Paavo Airola - Nutrition Forum - Let's Live - September 1975 Index

Brewer's Yeast Spells Gas!

Q. At a current health convention, I heard you speak in glowing terms about the miraculous nutritional properties of brewer's yeast. In fact, you referred to it as a "wonder food". Since I have read and heard before about yeast being such a good food, I readily agreed with you. But when I tried to incorporate brewer's yeast into my diet, I failed miserably. First, I get terrible (and I mean TERRIBLE) gas each time I take it. If add it to other foods and drinks it makes everything taste unpalatable, if not downright horrible. How can I overcome this? How can I eat yeast without getting gas? Many of my friends have the same problem, so I am sure lots of people will be appreciative if you can help us to solve it. Mrs. K.J., Pasadena, CA.

A. I am sure thousands of users of brewer's yeast will agree with you eating yeast spells gas! However, if you observe a few rules which I developed during a long life of personal experience and through actual clinical observations, you can overcome this problem. Here are the rules:

  1. Take brewer's yeast only on an empty stomach never with meals. Three hours after a meal, two hours before a meal, or just before retiring, are the best times.
  2. Don't take more than 1 tablespoonful of yeast powder at a time. You may take it two or three times a day, however.
  3. Mix brewer's yeast powder or flakes with sour fruit juice. Best juices are grapefruit juice, pineapple juice, or lemon juice. One tablespoonful of brewer's yeast to one-half to one glass of juice. If juices are not available, you may use apple cider vinegar: you may use apple cider vinegar: 1 tablespoonful vinegar per glass of water.
  4. Don't drink the mixture, but eat it with a spoon or take small swallows and "chew" it so it will be salivated properly.
  5. If you are over 45, it is very likely that your own hydrochloric acid secretion is slowed down. Brewer's yeast, being a high protein food, needs lots of hydrochloric acid for effective and gas-free digestion. It is 40-50% high quality protein and cannot be digested effectively unless your hydrochloric acid secretion is abundant. If after observing all the above rules you are still troubled with gas, you'll know that the hydrochloric acid level in your stomach is insufficient. In that case, take one or two tablets of Betaine-Hydrochloric Acid each time you take brewer's yeast. HCl tablets should be taken with 1/2 glass of water immediately after taking yeast.

Vitamin E and Rancidity

Q. I have read that the best form of natural Vitamin E is d-alpha tocopherol acetate. Is it made from wheat germ oil or vegetable oils? If so, will it turn rancid in the capsule? Should I take the dry form of Vitamin E to avoid rancidity? Mr. G.Z., St. George, Utah.

A. You have been correctly informed: if your vitamin bottle states "d-alpha tocopherol (or tocopheryl) acetate" it is a natural form of Vitamin E, made from vegetable oils. There is no danger whatsoever that Vitamin E capsules will turn rancid they are perfectly safe. Vitamin E is a powerful anti-oxidant in itself, and I know of no case where Vitamin E in capsule form has become rancid.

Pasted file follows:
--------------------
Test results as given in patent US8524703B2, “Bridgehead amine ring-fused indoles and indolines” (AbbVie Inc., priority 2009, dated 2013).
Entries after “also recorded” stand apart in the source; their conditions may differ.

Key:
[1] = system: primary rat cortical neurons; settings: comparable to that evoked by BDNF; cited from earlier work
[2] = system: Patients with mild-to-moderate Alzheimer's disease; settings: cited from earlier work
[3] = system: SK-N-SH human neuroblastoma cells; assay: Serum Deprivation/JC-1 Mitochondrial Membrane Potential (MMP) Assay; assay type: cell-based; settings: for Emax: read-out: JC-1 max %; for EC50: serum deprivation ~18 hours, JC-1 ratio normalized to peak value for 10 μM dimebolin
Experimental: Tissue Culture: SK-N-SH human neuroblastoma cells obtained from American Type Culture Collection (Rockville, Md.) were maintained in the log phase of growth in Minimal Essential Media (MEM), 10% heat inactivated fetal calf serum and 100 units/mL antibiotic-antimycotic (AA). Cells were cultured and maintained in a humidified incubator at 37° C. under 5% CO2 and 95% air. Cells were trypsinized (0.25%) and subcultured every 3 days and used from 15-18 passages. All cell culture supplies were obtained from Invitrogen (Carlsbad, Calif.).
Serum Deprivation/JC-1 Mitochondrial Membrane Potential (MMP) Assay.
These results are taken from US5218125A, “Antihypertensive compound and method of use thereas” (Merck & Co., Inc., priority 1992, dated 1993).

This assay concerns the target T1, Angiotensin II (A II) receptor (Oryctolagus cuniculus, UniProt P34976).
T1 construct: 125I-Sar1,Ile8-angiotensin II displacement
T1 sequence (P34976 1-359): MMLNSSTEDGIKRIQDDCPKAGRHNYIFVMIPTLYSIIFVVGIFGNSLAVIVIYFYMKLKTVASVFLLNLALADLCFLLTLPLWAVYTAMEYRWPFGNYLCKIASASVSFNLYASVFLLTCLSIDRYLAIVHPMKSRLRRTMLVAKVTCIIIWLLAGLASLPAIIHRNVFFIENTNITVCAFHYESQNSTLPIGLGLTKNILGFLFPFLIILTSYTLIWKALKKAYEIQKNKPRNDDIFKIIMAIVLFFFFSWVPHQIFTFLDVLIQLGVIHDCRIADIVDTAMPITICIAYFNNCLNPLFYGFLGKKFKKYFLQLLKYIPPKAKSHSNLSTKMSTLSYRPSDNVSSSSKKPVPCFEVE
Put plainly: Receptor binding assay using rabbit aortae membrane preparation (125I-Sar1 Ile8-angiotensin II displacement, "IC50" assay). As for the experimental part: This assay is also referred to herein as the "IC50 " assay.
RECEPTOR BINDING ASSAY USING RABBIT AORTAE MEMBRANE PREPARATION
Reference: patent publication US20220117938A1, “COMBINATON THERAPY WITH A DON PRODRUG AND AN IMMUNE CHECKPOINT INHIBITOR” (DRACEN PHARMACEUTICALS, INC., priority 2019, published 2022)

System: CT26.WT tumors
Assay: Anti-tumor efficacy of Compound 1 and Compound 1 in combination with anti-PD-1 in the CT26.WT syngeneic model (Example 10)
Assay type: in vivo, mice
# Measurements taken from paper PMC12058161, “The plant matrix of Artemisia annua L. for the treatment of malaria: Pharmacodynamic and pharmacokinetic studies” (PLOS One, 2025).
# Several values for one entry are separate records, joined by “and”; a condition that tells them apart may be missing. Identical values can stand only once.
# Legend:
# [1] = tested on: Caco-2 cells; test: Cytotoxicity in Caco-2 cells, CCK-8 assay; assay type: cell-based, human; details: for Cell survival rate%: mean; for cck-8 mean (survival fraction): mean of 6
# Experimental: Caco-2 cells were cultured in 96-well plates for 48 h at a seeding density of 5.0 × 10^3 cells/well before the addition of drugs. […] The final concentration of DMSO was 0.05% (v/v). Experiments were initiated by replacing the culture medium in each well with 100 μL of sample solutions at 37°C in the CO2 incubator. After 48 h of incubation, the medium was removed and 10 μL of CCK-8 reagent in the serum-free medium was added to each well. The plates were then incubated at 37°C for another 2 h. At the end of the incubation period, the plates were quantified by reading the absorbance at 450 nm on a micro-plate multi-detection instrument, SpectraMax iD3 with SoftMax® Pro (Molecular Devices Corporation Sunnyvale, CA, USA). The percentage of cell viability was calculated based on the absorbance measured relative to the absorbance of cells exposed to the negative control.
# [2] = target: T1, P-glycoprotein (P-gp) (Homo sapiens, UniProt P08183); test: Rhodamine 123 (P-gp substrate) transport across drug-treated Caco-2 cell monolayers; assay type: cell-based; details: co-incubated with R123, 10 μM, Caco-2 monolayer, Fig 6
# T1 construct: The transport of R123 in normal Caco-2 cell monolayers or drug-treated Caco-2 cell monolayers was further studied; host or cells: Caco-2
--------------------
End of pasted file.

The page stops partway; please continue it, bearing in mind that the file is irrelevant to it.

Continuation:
Personally, I prefer taking Vitamin E in oil-soluble form, in capsules. In nature, Vitamin E is almost always combined with fats. In fact, it must be in the company of fats or oils in the digestive tract in order to be properly assimilated. The dry or water-soluble form of Vitamin E I only recommend for those who for some reason have difficulty in digesting fats or oils.

Food Combining

Q. Food combining seems to be an important part of good diet. I've read and heard conflicting opinions on this subject. Some writers say that you cannot mix carbohydrates with proteins, fats with carbohydrates, starches with proteins, sugars with fats, etc. Yet, in such basic natural foods as seeds and nuts, the Creator chooses to combine all these elements together. What is your feeling on this subject? - Mr. B.M., Santa Monica, CA.

A. You have answered your own question: nature indeed does combine all the various elements in many basic foods. Much speculation has been made, direct nonsense has been spoken, and whole books have been written regarding food mixing and combining, and much confusion and disagreement exists. On the basis of my own studies of the eating habits of many people around the world, and my own personal experience and clinical observation, the entire food combining "science" can be summed up in a few lines:

  1. Never eat raw fruits and raw vegetables at the same meal.

  2. Eat as few different foods as possible at one meal - the mono diet (one single food) being the ideal.

  3. When protein-rich foods are eaten with other foods, eat the protein-rich foods first.
These are all the food combining rules you need to know - rules that can be scientifically justified. Here's why:
  1. Raw fruits and raw vegetables require totally different enzyme combinations for their effective digestion. If you mix them in the same meal, they will "confuse" your enzyme-producing glands and result in poor digestion and gas. Therefore, make one meal of the day preferably breakfast a fruit meal of any available fruits, in season, and another meal a vegetable meal. Lemon and papaya are exceptions to the rule (it seems there are exceptions to every rule!). Lemon or lime juice can be used for salad dressing; and papaya can be eaten with any kind of food.